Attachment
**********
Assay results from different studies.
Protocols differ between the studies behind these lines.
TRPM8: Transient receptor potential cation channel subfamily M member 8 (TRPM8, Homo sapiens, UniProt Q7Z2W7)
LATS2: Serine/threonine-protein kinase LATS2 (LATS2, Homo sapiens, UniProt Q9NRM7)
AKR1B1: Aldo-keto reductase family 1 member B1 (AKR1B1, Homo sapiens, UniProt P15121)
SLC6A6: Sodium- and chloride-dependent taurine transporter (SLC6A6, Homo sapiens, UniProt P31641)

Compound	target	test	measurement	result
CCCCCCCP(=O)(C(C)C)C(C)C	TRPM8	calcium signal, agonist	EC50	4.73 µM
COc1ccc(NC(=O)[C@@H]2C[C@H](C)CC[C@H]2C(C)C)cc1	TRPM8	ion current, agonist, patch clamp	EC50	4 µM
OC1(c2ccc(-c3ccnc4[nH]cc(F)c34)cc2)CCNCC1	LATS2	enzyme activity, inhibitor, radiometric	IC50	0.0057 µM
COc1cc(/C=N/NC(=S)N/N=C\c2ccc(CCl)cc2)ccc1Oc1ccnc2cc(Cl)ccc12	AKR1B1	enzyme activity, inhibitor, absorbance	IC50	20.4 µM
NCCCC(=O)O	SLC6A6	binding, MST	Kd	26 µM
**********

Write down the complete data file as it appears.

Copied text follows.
Assay results from different studies.
Protocols differ between the studies behind these lines.
TRPM8: Transient receptor potential cation channel subfamily M member 8 (TRPM8, Homo sapiens, UniProt Q7Z2W7)
LATS2: Serine/threonine-protein kinase LATS2 (LATS2, Homo sapiens, UniProt Q9NRM7)
AKR1B1: Aldo-keto reductase family 1 member B1 (AKR1B1, Homo sapiens, UniProt P15121)
SLC6A6: Sodium- and chloride-dependent taurine transporter (SLC6A6, Homo sapiens, UniProt P31641)

Compound	target	test	measurement	result
CCCCCCCP(=O)(C(C)C)C(C)C	TRPM8	calcium signal, agonist	EC50	4.73 µM
COc1ccc(NC(=O)[C@@H]2C[C@H](C)CC[C@H]2C(C)C)cc1	TRPM8	ion current, agonist, patch clamp	EC50	4 µM
OC1(c2ccc(-c3ccnc4[nH]cc(F)c34)cc2)CCNCC1	LATS2	enzyme activity, inhibitor, radiometric	IC50	0.0057 µM
COc1cc(/C=N/NC(=S)N/N=C\c2ccc(CCl)cc2)ccc1Oc1ccnc2cc(Cl)ccc12	AKR1B1	enzyme activity, inhibitor, absorbance	IC50	20.4 µM
NCCCC(=O)O	SLC6A6	binding, MST	Kd	26 µM